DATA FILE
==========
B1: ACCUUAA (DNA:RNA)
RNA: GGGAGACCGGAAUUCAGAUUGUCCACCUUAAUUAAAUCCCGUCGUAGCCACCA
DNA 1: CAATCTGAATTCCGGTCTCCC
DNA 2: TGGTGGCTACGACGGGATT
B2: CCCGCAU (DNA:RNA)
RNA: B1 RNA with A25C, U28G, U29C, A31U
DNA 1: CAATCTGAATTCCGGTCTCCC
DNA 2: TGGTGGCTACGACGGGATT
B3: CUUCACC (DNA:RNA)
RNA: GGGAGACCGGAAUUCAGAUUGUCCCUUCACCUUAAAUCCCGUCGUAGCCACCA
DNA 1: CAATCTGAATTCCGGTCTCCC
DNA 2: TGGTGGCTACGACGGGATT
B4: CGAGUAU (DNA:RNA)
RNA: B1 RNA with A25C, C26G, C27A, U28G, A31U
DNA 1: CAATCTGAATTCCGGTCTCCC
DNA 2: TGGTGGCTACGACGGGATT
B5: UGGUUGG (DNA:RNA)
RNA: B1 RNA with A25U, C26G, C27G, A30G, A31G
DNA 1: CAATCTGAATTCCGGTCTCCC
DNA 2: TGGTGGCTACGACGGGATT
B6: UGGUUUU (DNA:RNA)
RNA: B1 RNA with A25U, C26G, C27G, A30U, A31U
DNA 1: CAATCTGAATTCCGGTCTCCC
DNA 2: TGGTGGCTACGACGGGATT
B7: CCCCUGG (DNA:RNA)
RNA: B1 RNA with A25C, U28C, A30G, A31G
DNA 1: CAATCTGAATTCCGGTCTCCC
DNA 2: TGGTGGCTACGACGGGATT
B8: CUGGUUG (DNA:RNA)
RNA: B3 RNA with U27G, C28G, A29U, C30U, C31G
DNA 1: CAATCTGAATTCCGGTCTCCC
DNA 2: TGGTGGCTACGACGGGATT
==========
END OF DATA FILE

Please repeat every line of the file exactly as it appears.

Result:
B1: ACCUUAA (DNA:RNA)
RNA: GGGAGACCGGAAUUCAGAUUGUCCACCUUAAUUAAAUCCCGUCGUAGCCACCA
DNA 1: CAATCTGAATTCCGGTCTCCC
DNA 2: TGGTGGCTACGACGGGATT
B2: CCCGCAU (DNA:RNA)
RNA: B1 RNA with A25C, U28G, U29C, A31U
DNA 1: CAATCTGAATTCCGGTCTCCC
DNA 2: TGGTGGCTACGACGGGATT
B3: CUUCACC (DNA:RNA)
RNA: GGGAGACCGGAAUUCAGAUUGUCCCUUCACCUUAAAUCCCGUCGUAGCCACCA
DNA 1: CAATCTGAATTCCGGTCTCCC
DNA 2: TGGTGGCTACGACGGGATT
B4: CGAGUAU (DNA:RNA)
RNA: B1 RNA with A25C, C26G, C27A, U28G, A31U
DNA 1: CAATCTGAATTCCGGTCTCCC
DNA 2: TGGTGGCTACGACGGGATT
B5: UGGUUGG (DNA:RNA)
RNA: B1 RNA with A25U, C26G, C27G, A30G, A31G
DNA 1: CAATCTGAATTCCGGTCTCCC
DNA 2: TGGTGGCTACGACGGGATT
B6: UGGUUUU (DNA:RNA)
RNA: B1 RNA with A25U, C26G, C27G, A30U, A31U
DNA 1: CAATCTGAATTCCGGTCTCCC
DNA 2: TGGTGGCTACGACGGGATT
B7: CCCCUGG (DNA:RNA)
RNA: B1 RNA with A25C, U28C, A30G, A31G
DNA 1: CAATCTGAATTCCGGTCTCCC
DNA 2: TGGTGGCTACGACGGGATT
B8: CUGGUUG (DNA:RNA)
RNA: B3 RNA with U27G, C28G, A29U, C30U, C31G
DNA 1: CAATCTGAATTCCGGTCTCCC
DNA 2: TGGTGGCTACGACGGGATT